Hot Water: How SIGG Lost My Trust (And Kind of Broke My Heart)

I waited to write this post until after I had the opportunity to speak with SIGG CEO Steve Wasik. I am still disappointed.

Over this last week we have learned that SIGG bottles manufactured before August 2008 (not 2009, as I mistakenly mentioned earlier) contained Bisphenol-A (BPA) in their liners. BPA is a chemical used in the manufacture of polycarbonate plastics and epoxy resins and is part of a group of molecules known as endocrine disruptors.

Endocrine disruptors are defined by the National Institute of Health as

naturally occurring compounds or man-made chemicals that may interfere with the production or activity of hormones of the endocrine system leading to adverse health effects. Many of these chemicals have been linked with developmental, reproductive, neural, immune, and other problems in wildlife and laboratory animals. Some scientists think these chemicals also are adversely affecting human health in similar ways resulting in declined fertility and increased incidences or progression of some diseases including endometriosis and cancers.

BPA is everywhere: in plastic bottles, in metal food cans, in food and toys. But where we did not think it existed was in our SIGGs. I have gone on the Oprah Winfrey Show, the Martha Stewart Show, the Ellen DeGeneres Show and told scores of magazines, newspapers, radio programs and lecture audiences to get reusable water bottles. My follow-up line has often been, “I use SIGGs” – accompanied by a gesture towards the bottle that was nearly always on my person, one that I had known and loved for years.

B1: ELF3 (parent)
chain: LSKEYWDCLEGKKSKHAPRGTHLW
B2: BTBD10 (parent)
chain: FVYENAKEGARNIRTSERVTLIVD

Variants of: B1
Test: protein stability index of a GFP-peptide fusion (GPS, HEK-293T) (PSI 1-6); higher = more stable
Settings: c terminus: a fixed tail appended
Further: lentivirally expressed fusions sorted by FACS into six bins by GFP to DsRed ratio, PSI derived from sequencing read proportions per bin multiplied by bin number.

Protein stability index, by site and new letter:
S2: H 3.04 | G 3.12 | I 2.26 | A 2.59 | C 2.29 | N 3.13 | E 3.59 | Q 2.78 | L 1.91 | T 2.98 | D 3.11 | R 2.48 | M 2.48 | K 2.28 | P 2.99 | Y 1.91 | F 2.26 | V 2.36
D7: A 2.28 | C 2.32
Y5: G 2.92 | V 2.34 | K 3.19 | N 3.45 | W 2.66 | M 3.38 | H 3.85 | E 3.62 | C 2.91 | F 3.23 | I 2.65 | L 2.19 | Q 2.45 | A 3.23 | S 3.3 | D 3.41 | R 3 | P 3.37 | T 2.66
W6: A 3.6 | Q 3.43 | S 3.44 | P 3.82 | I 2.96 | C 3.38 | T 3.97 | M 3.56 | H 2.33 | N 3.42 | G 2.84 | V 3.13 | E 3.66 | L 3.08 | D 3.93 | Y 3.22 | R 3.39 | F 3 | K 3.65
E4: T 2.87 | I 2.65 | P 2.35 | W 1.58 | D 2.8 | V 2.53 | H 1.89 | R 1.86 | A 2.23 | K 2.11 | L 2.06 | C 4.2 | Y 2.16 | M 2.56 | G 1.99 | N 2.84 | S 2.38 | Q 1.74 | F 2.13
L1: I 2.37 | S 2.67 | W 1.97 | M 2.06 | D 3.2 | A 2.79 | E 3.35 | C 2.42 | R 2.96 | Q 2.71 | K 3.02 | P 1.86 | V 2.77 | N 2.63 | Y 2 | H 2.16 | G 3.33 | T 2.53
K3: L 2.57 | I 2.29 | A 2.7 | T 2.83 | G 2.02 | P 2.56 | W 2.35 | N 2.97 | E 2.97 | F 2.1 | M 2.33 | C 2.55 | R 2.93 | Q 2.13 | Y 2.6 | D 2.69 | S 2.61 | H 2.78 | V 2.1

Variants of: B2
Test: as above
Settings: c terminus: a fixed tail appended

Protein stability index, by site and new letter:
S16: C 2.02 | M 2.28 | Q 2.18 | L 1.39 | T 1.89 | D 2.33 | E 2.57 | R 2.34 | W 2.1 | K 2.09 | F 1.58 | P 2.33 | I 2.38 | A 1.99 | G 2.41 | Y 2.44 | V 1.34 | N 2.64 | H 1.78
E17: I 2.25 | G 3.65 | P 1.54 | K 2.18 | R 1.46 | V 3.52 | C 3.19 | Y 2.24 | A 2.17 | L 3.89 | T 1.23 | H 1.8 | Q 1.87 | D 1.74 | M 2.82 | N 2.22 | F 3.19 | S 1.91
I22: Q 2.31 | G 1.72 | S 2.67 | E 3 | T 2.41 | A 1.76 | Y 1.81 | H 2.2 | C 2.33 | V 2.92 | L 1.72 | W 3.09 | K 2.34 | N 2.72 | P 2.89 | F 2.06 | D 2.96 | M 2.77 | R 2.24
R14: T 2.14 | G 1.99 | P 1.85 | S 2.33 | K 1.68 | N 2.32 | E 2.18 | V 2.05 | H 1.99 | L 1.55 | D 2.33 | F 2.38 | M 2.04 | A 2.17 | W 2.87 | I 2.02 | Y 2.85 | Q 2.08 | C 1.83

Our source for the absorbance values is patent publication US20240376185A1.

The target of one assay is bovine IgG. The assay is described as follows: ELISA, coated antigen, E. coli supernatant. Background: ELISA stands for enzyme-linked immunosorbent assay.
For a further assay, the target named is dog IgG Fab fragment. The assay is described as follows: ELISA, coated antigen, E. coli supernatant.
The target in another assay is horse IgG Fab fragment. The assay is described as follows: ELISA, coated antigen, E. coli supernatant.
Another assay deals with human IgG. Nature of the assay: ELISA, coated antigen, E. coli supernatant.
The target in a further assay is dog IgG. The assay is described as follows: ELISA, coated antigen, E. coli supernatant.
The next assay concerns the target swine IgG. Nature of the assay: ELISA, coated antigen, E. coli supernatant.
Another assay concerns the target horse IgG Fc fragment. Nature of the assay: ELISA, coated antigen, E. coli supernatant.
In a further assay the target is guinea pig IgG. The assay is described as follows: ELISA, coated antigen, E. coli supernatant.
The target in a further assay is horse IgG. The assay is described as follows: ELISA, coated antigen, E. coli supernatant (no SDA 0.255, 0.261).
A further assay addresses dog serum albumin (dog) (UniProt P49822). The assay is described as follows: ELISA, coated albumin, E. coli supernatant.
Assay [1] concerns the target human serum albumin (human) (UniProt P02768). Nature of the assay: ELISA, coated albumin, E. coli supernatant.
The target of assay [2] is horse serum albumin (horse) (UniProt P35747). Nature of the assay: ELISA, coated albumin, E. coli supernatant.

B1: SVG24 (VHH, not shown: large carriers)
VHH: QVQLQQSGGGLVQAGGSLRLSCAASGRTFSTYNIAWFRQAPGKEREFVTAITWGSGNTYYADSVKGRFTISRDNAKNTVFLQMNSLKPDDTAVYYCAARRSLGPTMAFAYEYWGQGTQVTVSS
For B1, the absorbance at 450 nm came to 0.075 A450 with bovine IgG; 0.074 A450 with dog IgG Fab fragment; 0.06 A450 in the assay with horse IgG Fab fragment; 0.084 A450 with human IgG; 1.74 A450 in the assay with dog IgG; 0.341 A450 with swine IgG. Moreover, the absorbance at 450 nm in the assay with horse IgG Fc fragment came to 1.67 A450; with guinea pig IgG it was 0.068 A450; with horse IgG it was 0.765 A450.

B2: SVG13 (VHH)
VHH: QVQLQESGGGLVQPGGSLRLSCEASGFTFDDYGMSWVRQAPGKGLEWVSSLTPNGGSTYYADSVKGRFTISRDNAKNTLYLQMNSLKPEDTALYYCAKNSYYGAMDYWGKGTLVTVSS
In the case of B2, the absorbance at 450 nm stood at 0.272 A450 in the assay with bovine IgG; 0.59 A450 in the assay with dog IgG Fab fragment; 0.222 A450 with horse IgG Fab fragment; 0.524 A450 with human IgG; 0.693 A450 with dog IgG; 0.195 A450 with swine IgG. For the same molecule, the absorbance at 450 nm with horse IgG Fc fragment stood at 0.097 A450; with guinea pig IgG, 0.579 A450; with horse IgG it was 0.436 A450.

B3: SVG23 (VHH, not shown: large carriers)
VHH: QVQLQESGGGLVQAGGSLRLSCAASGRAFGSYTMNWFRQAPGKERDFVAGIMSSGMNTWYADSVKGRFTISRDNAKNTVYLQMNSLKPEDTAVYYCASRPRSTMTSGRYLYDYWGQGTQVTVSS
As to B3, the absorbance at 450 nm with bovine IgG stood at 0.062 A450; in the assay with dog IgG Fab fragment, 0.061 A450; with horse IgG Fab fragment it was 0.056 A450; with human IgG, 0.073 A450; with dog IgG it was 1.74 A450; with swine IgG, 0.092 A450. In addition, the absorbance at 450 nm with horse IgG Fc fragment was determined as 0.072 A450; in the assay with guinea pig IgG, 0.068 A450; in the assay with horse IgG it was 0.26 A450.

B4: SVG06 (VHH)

I got my first SIGG because of my concerns about BPA and, well, because they were prettier than the stainless steel options. When others started to ask about them, I gave the same spiel. I reasoned that if it was good enough for me, of course it was good enough for your kids, my students and the world. In fact, the very first time I appeared on Oprah, I laid down the line and said I could not promote the bottles in their giveaway because they were #7 polycarbonates known to leach Bisphenol-A. The producers ended up replacing them with another kind of plastic bottle because they already had a deal set up with the company. But when it came to the bottles I talked about on-air, I spoke about SIGGs.